As long ago as 2010, a McKinsey article quoted their research conclusions that investment in talent recruited to procurement was four times more rewarding that a similar quantified investment in better process or IT systems to improve procurement returns.


The 70:20:10 approach

A common approach to learning and development strategy is through the 70:20:10 approach. This is a developmental model that suggests a proportional breakdown of how people learn effectively in real-life.


This maintains that “a course” is not always the right learning tool – in fact, only 10% of the learning equation. Fully, 70% of the learning need is on-the-job training, and 20% down to special projects, working with different people, undertaking different experiences or adopting different learning tools for the individual. Much of the 70 or 20% portions of such a programme can often be free of any cost:



Fulfilling the 70:20:10 model using a TOP-DOWN approach to define needs can help forge a cohesive corporate programme for the whole team quite holistically – rather than using more sporadic individual-orientated training plans.


This approach can also make fuller use of eLearning options. Whether short burst eLearning modules, assessed or unassessed, a formal qualification, simply practical online videos, a bespoke design for your own organisation’s needs, or just a selection of eLearning models from an expansive ready-to-use online Academy solution – of which there are a few around.


Peer-to-Peer Learning

Another approach is to adopt peer-to-peer learning, as either part of your overall L&D plans or as a simple stand-alone option to support the team in practical ways through a single one-stop solution. Thi is a more formal approach to networking. Peer-to-peer learning comes through organised short professional Roundtables.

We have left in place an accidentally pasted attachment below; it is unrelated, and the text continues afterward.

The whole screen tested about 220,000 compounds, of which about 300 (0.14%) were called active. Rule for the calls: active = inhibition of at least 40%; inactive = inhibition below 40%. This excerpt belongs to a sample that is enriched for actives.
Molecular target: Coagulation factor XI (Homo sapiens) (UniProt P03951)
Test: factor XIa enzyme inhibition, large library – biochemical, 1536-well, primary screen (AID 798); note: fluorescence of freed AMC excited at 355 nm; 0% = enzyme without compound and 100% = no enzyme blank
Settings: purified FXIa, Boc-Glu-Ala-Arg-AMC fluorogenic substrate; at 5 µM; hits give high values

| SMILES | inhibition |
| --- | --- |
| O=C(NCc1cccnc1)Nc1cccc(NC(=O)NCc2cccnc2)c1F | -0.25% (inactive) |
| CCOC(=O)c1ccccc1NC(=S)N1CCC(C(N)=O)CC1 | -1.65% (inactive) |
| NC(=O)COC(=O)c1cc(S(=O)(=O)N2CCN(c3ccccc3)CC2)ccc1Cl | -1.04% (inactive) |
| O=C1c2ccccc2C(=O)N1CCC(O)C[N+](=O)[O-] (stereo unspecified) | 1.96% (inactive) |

PASA CONNECT run a low-cost subscription programme for over 70 organisations and offer up to 200 online Roundtables each year on every topic relevant to the modern procurement role. These are hosted online, are facilitated by experts and run up to 90 minutes at a time. The theme is benchmarking and comparison of approach amongst professionals – each usually sharing similar challenges around named topics or categories under Chatham House Rules. The recordings, slides and notes are held in an online archive for members only to access.


Conclusion

People often come to procurement later in their career, maybe sometimes even as a second choice vocation. Yet procurement is a sticky profession, those that come often find its true value. A role often at the heart of things, close to where big decisions are taken and large sums spent. Yet global markets need global buyers and this brings the opportunity to travel and meets lots of different people. So, buyers are amongst the first to see change coming and procurement offers a broad based business education reaching all aspects of the organisation.


Yet, still, the awesome range of skills needed by the modern procurement manager is underappreciated still. It is a role that demands essential investment in order to leverage greater commercial value from its potential. However, the business case is usually easy – $500m spend, $1.5m procurement payroll (0.3% spend), $50k training budget (3% of payroll cost). Savings could be, say, $25m fairly easily – 500 times your training investment.


Ultimately, the role of procurement is getting harder. More and more organisations want to use procurement as an instrument of policy. To address not just cost, but risk, quality, service levels, innovation, local economic development, security, safety and sustainability – even eradicating modern slavery. This makes the role far more difficult.


Also, today, post-Covid19, we have to rebalance inbound supply chains towards risk management, re-engineer business continuity plans (BCP), dual-source vital supply lines, build buffer stocks, ensure supplier inputs meet safety standards and save business margins through cost-cutting. Quite a challenge. Maybe training would help after all?